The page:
Back at Diepkloof police station, he was interrogated about his "bag of blades" and other oddities.
"I explained what it's for but they didn't believe me. Only after my mother came to show them pictures of me fighting and some of my fencing certificates did they let me go. Now they just laugh when they drive past me walking down the street."
Getting to the Tyshler Fencing School in Randburg also is a regular exercise in gags and guffaws: "They (taxi drivers) crack jokes and wants to know if we're carrying body bags. When we tell them what we're doing they say things like: 'That's good to know because I have a fence that needs fixing'."
But the cousins can live with the laughter at their expense. The socioeconomic challenges they face, though, are no joke. Their gear; the breeches, canvas-like jackets, plastron or chest guard, gloves, wire-mesh helmets, shoes and swords - besides the épée and sabre there's also the foil - all costs a packet and are nigh impossible to afford for a pupil and a student sharing a three-room house in Diepkloof.
Manzini's invitation to Moscow would've remained a pipe dream had it not been for the generosity of Gerhard Rudolph, a veteran national colours fencer.
Maluleke also has no qualms about pointing out that everything he and Manzini own in the line of fencing are hand-me-downs or have been donated to them. Money is so tight Maluleke doesn't know how he's going to participate in the national championships in Bloemfontein at the end of the month. Missing it, though, just because he can't afford the travel and accommodation is also not an option: "I'm currently ranked fourth in the country and if I win against one of the top three guys" - Wood, New or Maduma - "I could make it to the international championships next year."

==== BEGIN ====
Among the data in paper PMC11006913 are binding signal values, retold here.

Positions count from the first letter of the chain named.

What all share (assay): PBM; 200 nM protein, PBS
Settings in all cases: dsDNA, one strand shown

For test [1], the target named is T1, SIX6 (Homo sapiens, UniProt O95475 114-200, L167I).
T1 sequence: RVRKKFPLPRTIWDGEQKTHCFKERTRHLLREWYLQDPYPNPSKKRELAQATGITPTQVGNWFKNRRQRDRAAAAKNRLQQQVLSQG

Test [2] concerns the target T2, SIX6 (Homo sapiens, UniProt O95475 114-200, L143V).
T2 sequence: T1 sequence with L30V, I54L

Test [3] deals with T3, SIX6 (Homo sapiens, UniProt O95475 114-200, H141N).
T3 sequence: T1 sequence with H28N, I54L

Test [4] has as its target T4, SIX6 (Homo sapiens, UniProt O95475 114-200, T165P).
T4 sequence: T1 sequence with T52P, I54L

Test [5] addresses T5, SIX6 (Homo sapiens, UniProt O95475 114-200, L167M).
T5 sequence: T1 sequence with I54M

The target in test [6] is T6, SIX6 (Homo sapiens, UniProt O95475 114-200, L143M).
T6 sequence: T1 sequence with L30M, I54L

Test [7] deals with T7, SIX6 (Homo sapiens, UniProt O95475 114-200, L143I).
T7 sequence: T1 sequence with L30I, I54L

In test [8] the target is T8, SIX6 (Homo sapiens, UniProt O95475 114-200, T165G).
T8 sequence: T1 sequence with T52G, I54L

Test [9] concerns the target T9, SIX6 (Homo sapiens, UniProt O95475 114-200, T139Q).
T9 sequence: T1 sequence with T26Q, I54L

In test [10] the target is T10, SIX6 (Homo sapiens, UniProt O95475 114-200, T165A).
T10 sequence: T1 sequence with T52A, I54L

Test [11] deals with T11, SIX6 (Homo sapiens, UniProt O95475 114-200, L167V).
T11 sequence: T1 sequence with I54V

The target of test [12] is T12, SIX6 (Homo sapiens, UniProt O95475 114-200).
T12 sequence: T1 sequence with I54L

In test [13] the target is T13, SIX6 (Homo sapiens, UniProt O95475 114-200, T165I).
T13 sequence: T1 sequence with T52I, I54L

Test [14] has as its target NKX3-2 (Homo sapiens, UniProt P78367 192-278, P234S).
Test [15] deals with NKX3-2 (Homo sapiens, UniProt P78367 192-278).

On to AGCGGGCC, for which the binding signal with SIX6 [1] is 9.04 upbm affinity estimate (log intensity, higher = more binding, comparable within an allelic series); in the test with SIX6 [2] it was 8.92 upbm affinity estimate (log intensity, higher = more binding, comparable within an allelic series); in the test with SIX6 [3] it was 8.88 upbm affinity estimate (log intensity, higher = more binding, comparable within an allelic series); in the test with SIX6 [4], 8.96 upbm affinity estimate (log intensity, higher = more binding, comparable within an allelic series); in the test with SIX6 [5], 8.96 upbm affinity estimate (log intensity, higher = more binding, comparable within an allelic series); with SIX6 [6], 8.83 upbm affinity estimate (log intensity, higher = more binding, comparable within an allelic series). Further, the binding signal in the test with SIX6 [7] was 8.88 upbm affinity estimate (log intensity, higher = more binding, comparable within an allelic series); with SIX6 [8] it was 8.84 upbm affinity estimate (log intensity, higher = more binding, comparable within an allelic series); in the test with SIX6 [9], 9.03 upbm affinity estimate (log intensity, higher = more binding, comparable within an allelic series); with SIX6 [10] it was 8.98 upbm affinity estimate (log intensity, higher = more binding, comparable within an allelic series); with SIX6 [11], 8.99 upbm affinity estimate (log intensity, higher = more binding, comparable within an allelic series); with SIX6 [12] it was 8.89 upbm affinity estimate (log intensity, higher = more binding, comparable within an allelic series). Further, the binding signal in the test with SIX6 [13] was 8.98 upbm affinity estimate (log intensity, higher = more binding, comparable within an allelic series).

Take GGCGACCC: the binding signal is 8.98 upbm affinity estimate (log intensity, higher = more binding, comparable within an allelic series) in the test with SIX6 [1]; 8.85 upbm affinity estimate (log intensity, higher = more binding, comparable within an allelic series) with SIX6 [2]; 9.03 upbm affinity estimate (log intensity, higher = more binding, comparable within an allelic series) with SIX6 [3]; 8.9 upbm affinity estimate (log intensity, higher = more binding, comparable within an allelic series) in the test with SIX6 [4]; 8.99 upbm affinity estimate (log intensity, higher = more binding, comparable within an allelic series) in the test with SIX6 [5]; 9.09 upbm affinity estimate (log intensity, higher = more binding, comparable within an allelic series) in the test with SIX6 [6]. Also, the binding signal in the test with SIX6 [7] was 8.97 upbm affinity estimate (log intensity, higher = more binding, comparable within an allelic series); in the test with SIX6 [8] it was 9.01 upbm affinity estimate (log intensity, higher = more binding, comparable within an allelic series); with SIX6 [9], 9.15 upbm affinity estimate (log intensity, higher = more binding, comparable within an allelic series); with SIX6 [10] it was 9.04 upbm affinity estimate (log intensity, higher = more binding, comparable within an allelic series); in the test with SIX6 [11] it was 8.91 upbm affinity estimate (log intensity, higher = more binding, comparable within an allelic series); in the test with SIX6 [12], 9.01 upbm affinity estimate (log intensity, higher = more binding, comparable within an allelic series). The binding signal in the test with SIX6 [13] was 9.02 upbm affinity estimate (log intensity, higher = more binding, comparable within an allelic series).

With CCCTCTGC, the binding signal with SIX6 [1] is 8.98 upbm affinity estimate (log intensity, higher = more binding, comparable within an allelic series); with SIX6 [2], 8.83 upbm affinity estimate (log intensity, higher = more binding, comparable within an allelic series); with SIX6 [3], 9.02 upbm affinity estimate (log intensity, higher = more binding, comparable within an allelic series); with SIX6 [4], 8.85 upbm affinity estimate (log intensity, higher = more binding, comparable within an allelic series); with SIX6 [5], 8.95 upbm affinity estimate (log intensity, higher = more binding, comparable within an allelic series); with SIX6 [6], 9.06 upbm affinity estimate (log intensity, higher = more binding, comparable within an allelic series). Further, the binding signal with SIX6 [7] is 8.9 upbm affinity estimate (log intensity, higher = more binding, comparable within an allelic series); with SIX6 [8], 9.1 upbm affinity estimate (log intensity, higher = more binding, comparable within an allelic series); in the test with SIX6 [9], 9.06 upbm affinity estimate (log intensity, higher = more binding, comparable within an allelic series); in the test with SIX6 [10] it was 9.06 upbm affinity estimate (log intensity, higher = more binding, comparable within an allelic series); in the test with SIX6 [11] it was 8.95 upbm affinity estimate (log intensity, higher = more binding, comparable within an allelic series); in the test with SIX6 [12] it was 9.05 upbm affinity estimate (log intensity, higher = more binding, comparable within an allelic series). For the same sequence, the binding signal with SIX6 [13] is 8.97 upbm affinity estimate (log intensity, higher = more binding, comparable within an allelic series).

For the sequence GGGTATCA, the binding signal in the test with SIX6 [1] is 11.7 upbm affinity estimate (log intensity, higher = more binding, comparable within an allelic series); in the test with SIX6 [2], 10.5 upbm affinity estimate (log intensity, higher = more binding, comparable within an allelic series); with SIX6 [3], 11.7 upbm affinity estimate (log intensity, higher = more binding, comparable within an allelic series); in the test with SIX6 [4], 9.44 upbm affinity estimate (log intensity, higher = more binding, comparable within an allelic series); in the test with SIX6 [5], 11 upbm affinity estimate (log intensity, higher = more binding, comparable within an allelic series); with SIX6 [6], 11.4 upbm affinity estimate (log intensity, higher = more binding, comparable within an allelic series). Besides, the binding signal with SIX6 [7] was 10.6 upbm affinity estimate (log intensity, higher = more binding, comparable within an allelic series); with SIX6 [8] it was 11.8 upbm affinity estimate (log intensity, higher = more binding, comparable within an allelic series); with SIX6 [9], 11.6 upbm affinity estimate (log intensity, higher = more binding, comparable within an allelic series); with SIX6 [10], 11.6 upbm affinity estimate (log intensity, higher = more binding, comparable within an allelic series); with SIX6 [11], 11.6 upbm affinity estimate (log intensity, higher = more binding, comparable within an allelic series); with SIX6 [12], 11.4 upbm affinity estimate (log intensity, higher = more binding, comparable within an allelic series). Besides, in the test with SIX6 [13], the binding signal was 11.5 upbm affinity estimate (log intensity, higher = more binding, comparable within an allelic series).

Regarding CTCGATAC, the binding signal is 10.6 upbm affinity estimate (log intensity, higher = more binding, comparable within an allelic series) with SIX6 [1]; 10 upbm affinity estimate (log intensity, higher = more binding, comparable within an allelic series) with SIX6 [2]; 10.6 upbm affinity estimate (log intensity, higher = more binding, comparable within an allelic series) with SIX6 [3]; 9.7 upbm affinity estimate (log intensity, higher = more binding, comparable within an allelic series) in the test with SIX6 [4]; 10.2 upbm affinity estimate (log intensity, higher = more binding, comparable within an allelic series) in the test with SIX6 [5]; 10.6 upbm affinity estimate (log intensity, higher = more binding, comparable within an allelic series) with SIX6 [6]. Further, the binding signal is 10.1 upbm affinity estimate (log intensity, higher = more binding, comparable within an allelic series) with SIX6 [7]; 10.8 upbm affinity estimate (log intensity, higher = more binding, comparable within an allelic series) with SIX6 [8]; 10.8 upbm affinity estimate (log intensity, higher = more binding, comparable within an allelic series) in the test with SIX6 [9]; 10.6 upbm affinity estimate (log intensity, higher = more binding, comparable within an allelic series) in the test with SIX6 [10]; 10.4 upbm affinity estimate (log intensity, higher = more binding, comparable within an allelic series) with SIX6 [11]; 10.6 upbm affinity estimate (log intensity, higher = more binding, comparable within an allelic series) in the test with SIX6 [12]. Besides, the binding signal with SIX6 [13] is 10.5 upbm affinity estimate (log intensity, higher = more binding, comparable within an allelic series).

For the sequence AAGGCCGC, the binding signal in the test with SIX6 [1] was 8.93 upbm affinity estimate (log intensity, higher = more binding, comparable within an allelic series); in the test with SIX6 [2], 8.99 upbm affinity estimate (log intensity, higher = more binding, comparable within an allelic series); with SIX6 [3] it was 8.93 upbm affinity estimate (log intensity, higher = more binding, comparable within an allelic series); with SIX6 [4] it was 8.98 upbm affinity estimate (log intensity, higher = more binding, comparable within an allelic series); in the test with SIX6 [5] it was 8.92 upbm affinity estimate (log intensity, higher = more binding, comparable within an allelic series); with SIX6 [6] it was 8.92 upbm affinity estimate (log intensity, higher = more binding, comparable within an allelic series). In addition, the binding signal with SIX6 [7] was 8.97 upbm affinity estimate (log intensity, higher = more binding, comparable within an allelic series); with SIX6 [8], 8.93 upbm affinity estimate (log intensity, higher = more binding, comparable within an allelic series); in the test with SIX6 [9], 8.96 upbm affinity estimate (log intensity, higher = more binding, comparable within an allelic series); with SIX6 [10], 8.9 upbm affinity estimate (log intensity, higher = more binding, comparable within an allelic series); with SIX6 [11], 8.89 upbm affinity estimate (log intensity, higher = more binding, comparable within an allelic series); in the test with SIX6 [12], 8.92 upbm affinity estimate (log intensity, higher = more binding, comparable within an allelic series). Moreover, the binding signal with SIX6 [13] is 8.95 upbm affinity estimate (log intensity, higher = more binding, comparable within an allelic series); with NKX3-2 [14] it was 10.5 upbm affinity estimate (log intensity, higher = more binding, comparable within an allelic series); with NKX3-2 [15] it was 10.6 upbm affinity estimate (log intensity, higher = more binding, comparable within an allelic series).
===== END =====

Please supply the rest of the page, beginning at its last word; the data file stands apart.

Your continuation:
Without a sponsor, Maluleke faces an uphill battle.
"It's not so bad for juniors," he says while Manzini looks on quizzically. "But once you're an adult fencer, the money tends to dry up."
The last time Maluleke was a beneficiary of substantial funding in the furtherance of his fencing was when international fencing body Fédération Internationale D'Escrime paid for him to attend an instructor's course in Dakar.
On his return, Maluleke, coaching certificate in hand, arranged with a local primary school to open Soweto's second school for aspiring swordsmen - and women, of course ("swords people " just doesn't do it).
Although Ekuthuleni Fencing Club is still in its infancy, its membership is steadily growing, especially among starry-eyed youngsters with a flair for fanciful fighting such as the stuff beamed to them through martial arts movies.
Had he approached his old high school, Maluleke would probably still be called "Zorro - "But I don't mind. It's when we're subjected to racism that I really get upset. Sometimes people jeer at us saying things like: 'Why are you doing this. It's a white sport. Where do you get the money from?'"
At another tournament, the black fencers got together to indulge in a communal lunch, a popular custom, when a white competitor told them to clean up the mess: "This is not the location."
What he wants the most, says Maluleke, who has been at it for six years, is respect and recognition. "I don't want to be known as a black fencer. I want to be a fencer who represents his country, that's all."